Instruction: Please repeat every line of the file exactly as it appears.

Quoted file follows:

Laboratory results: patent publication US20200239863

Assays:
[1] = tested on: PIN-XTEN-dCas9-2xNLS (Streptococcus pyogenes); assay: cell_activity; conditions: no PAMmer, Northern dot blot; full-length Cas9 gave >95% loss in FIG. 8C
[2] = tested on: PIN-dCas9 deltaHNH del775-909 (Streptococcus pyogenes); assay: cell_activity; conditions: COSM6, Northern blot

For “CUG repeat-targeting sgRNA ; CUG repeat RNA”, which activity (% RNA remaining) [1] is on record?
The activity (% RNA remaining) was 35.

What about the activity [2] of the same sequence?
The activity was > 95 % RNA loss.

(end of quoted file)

Laboratory results: patent publication US20200239863

Assays:
[1] = tested on: PIN-XTEN-dCas9-2xNLS (Streptococcus pyogenes); assay: cell_activity; conditions: no PAMmer, Northern dot blot; full-length Cas9 gave >95% loss in FIG. 8C
[2] = tested on: PIN-dCas9 deltaHNH del775-909 (Streptococcus pyogenes); assay: cell_activity; conditions: COSM6, Northern blot

For “CUG repeat-targeting sgRNA ; CUG repeat RNA”, which activity (% RNA remaining) [1] is on record?
The activity (% RNA remaining) was 35.

What about the activity [2] of the same sequence?
The activity was > 95 % RNA loss.